3: Fix the time – Usually Hackathons go over night. The event can begin on Saturday morning, continue till evening and conclude the day with a happy hour networking get together. The coding resumes on Sunday at 8:00 AM and runs until 12:00 PM. The demonstration of the results and voting for best product concludes the event as prizes are awarded.
4: The Hackathon Items – Hackathon Developers who plan to participate in the Hackathon need to complete an “Ideas Sheet”. This document submits the product or solution idea, an implementation method, the technology stack and the team resources needed etc., by a designated date.
5: Volunteering – Hackathon Developers who would like to volunteer should let the organizers know by a designated date so that the Hackathon teams can approach them.
6: On the Hackathon Day – First thing in the morning, the Hackathon teams gets about 10 minutes each to pitch and present their ideas to other members.
7: Logistics – Breakfast, lunch and snacks should be provided by the Sponsors on Saturday and Sunday along with the Networking get together later on the first day
8: An In-house Event – Visits by senior leadership to appreciate the efforts and support the effort should be encouraged.
9: Dress Code – Printed text t-shirts and other event centric items should be available for all the attendees. These items act as marketing material after the event has completed
10: Photographs – A designated photographer should be assigned to archive the event for marketing and historical purposed. Pictures and videos should be taken throughout the day to share later.
11: Saturday Evening – On Saturday evening, Hackathon team members should gather at a place for food and drinks with socializing activities rounding out the day.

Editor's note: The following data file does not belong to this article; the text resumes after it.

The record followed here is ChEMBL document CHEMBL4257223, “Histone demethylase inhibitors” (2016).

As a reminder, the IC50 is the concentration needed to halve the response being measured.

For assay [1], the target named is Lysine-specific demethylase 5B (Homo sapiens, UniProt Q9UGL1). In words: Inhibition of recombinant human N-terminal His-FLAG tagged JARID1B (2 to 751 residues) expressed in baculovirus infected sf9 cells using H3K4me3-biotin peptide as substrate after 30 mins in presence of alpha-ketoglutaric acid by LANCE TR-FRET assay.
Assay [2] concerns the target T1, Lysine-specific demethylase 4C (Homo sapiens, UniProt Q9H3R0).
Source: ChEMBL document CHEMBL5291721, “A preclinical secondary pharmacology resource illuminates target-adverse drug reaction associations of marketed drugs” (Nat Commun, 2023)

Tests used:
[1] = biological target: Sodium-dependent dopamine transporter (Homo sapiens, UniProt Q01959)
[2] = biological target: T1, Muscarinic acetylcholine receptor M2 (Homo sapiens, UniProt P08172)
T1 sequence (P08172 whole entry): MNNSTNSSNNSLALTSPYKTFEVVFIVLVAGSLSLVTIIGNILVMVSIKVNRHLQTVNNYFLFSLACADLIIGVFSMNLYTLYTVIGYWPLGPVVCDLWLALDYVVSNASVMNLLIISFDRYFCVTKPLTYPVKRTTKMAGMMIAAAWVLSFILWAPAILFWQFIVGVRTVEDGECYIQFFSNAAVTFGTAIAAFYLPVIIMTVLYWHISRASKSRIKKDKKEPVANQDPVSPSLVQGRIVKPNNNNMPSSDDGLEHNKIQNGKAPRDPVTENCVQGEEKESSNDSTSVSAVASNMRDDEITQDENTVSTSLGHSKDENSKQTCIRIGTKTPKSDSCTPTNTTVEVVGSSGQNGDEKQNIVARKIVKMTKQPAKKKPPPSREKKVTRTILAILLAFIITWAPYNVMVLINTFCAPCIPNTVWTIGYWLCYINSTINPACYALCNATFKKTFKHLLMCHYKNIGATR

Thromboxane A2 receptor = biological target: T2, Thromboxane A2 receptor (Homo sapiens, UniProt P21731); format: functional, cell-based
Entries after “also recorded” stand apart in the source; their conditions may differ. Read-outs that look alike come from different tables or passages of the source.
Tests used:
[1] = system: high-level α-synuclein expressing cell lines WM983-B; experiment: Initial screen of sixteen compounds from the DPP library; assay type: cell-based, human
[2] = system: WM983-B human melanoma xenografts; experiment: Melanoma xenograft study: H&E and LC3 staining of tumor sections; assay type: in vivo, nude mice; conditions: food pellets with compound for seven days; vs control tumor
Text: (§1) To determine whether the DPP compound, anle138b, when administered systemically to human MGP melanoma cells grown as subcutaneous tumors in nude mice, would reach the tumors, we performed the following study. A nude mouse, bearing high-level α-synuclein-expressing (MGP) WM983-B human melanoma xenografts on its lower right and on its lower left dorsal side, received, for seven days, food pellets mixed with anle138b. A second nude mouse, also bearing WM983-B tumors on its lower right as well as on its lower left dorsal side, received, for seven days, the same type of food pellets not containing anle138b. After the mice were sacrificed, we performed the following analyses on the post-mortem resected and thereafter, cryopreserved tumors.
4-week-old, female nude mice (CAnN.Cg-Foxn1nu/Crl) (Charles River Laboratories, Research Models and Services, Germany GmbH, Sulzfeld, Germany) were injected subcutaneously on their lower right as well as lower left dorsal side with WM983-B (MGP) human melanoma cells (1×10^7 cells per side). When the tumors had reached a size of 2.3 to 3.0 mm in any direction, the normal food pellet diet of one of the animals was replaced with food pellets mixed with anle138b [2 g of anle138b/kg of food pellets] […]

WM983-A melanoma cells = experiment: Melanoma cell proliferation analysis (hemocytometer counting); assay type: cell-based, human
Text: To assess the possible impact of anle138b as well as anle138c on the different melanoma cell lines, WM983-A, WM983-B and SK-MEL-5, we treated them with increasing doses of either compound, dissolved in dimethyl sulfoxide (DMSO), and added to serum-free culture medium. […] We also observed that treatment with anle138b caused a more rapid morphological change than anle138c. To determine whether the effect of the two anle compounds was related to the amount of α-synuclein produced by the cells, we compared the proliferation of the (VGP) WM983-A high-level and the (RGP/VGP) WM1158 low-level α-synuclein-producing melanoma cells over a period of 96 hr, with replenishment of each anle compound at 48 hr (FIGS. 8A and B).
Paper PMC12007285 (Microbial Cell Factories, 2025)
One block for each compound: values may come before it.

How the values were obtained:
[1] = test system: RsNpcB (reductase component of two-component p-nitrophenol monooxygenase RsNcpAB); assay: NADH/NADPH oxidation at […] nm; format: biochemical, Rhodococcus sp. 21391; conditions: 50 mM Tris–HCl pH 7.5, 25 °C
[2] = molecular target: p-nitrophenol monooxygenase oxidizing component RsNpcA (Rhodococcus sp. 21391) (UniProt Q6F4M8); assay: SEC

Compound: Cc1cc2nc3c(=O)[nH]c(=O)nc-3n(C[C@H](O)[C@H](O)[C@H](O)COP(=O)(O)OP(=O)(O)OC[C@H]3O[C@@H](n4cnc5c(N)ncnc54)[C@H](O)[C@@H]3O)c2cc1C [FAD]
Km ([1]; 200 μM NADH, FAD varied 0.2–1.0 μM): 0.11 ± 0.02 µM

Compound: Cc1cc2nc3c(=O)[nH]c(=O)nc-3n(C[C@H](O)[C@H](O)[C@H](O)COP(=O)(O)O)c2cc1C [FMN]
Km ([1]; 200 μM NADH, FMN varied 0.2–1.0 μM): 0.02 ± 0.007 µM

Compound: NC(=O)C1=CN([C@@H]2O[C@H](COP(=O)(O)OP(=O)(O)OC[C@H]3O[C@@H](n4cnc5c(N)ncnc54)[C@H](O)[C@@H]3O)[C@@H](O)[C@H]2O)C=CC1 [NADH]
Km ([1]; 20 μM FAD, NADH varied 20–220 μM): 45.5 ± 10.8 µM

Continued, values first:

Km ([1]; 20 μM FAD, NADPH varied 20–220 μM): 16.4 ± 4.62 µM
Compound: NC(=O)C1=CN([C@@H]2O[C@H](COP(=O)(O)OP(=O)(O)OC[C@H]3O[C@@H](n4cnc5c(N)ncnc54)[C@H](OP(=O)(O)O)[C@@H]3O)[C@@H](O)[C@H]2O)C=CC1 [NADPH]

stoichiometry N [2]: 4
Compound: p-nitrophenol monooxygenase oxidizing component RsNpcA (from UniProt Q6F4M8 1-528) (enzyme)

12: Sunday morning – On Sunday morning at 8:00 AM coding resumes and is time boxed to be completed by noon.
13: Event Memento – Everybody who attended should get a small appreciation gift as a memento of the event
14: The Demo – Have a “Lunch & Demo” of the results from each team. While teams are demoing, take videos/photos of the presentations of the deliverables.
15: Result Voting – Create a voting Website and have it time boxed, say for one week. Announce the winners where the media is published
16: The Media Publication – Publish the videos/pitch presentations/demos to Web site with the winners as soon as possible
On the eve of Facebook’s IPO, the entire company participated in a massive overnight Hackathon.
This was an example of a Hackathon with a mission to keep its collective heads down and focused on making the product the best it could be.
Products like “Photos” came together during such Hackathons, which is proof that when a company has a mentality to tinker and think outside of the box, great things can happen.
Wisdom Pearl # 119 – The Secret for Good Luck
Luck is When Preparation
… Meets Opportunity
…… Create Your Own Luck!